MZ's 2 strokes were nice/fun and didn't break. East German chains sucked, they even had specs on how many rollers could be broken before you have to replace-----on putting new bike on road, new Japanese chain went in as beike was being set up. Chain case wonderfull.

Too bad things didn't work out for the new company after the wall came down MZ also had some nice Police Bikes, would have been great touring rigs----but they would not sell to private people in the west.

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Meldrew
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PostSubject: Re: Attention John Grinsel   Wed 07 Mar 2012, 19:06

I'm quite familiar with a lot of the MZ stuff you mention, they didn't import the MZ ETZ 250 Super Elastik sidecar outfits to the UK because we drive on the left, and the sidecars were fitted to the right side.

I've visited the workshops of Dirk Wildschrei at Brieden in the Moselle a couple of times to buy bits, and I was the lone Brit at a MZ rally he organised at Cochem in the Moselle in 1990. Most of the riders that attended came from what had been the previous year East Germany. Some came on 1950's vintage sidecar oufits that looked like BMW's but instead of the famous blue and white quarters badge had red and white quarters. They were EMW Eisenacher Motorenwerk, from Eisenach in Thuringia where pre-World War 2 BMW had a factory. It was taken over by the Soviets after the war and after a law suit by BMW had to change it's name to EMW in 1952.

Quite a few British riders including myself used to attend an annual MZ rally at Lauffen near Heilbronn in the mid 80's to early 90's organised by a MZ dealer called Probst, we were all interested in the MZ oufits the German riders could have. As John says 2CV tyres on wider rims and leading forks were a feature on quite a few of them. He's also right about East German Pneumant tyres, and the low quality chains breaking rollers.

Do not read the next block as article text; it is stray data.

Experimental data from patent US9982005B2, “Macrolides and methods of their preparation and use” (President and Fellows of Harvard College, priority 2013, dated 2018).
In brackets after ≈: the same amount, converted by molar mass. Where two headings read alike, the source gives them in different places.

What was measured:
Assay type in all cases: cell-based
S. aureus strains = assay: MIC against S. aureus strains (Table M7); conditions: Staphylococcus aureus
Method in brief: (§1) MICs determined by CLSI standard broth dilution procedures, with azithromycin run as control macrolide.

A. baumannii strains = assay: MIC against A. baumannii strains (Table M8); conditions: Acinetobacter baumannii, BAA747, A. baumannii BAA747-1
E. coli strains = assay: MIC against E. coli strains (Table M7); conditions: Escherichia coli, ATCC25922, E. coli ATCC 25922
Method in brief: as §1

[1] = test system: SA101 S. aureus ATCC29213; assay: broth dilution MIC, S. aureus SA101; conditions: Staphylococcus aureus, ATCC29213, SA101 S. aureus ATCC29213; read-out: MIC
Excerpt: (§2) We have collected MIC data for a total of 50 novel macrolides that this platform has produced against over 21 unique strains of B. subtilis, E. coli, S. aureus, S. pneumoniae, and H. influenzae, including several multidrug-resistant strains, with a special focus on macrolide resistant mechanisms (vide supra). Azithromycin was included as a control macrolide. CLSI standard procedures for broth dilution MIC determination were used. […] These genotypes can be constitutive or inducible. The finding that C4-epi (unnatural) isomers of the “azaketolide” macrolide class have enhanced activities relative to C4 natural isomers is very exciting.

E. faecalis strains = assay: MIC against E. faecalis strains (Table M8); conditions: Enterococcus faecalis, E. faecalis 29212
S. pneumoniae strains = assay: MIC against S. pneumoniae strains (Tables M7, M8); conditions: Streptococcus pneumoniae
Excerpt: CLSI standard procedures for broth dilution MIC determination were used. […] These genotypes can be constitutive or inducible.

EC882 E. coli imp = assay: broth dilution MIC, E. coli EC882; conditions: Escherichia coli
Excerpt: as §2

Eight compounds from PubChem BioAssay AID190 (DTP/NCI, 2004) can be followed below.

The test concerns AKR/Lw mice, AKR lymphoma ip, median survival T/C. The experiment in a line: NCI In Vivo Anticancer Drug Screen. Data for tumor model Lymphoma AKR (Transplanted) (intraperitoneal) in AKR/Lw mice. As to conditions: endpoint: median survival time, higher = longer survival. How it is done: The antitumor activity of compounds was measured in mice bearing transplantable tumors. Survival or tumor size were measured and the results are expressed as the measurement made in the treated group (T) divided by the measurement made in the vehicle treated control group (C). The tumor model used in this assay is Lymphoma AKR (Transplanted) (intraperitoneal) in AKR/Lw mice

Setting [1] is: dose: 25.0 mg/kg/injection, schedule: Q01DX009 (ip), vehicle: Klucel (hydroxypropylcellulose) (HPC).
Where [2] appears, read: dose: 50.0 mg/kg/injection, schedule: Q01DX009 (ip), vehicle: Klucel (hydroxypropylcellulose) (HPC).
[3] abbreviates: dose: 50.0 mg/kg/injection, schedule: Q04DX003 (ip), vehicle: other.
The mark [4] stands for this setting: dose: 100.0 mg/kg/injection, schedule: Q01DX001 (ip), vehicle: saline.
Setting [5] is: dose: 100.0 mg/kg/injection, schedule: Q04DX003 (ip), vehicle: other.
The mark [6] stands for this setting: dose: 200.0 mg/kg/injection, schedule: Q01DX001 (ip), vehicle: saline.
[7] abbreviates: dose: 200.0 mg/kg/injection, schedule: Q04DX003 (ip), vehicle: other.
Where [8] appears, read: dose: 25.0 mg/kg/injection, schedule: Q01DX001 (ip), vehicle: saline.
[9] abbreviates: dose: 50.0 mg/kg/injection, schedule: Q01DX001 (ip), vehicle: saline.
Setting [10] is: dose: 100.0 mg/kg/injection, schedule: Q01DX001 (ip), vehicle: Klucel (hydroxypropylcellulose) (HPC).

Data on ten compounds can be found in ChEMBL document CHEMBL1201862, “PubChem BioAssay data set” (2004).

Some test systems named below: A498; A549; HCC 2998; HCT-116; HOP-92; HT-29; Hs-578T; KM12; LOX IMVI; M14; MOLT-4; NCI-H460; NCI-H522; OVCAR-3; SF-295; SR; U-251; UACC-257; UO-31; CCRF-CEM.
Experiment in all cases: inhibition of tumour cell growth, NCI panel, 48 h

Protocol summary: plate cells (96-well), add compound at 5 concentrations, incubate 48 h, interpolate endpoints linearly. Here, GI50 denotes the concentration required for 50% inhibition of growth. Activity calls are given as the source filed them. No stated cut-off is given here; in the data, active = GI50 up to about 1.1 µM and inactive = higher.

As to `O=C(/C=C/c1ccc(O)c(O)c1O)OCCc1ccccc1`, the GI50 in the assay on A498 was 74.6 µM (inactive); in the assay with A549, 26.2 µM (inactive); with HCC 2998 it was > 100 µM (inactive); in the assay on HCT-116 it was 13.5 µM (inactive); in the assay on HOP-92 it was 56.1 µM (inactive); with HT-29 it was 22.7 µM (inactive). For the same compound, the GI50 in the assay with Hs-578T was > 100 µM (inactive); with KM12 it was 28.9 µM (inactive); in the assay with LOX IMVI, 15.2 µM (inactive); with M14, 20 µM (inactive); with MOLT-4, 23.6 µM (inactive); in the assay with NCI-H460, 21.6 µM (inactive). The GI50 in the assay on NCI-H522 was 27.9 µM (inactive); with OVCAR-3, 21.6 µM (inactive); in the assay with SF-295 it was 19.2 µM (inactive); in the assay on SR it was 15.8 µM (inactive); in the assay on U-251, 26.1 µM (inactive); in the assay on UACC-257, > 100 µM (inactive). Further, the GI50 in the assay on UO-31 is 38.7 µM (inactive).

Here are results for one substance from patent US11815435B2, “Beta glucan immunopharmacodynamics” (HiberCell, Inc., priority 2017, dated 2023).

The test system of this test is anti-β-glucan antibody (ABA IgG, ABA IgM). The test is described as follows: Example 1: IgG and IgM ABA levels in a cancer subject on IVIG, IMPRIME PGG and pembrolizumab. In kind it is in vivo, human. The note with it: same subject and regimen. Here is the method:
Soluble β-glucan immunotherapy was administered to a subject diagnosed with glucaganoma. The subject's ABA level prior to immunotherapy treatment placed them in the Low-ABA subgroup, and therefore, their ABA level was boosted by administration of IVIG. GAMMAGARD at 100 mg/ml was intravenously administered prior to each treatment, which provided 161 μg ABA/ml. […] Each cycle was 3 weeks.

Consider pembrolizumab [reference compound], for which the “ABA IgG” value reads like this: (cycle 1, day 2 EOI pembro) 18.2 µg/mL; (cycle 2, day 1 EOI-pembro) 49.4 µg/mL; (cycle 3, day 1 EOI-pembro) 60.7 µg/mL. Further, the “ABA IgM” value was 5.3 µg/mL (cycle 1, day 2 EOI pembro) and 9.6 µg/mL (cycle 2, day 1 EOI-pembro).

I looked at a clip of the now derelict MZ factory at Zschopau on YouTube a few months ago and it was quite sad to see, I've got some photos somewhere of me with my MZ ETZ 300 outside the factory in 1988, wearing a pair of specs like that bloke in the Buggles.
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john grinsel
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PostSubject: Re: Attention John Grinsel   Wed 07 Mar 2012, 22:39

I tried to go to Lauffen each year, I remember one year waking up to snow on my tent----Lauffen not much of a ride for me, I lived in Sindelfingen.

Last time I rode by MZ factory, it was dead, maybe a caretaker of the building present.

Good MZ display---Augustusburg---last time I was there they were also having a cold weather rally each year.

Great thing about MZ rally----no trailer bikers or wimps. Not what I will see when I ride to Daytona (maybe) next week. Daytona along with Sturgis "Trailer Biker Capital of the world". No Daytona, I will ride to D.C to visit people.

The MZ years were fun for me, I earned quite a bit of money then and MZ didn't put big dent in pocket book....and they were good. Cannot say the same for my new BMW RT80 at the time---something seemed to break everyweek. Germans told me I rode too much...they don't make mistakes.

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Meldrew
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PostSubject: Re: Attention John Grinsel   Thu 08 Mar 2012, 04:54

I also enjoyed my MZ years, the MZ rally organised by Herr Probst moved from Lauffen to Neckarsulm in 1990 for one year and then they stopped having them. I had a wander round Augustburg Castle and the motorcycle museum, I had no idea they held a winter rally there until I watched a recent clip on YouTube.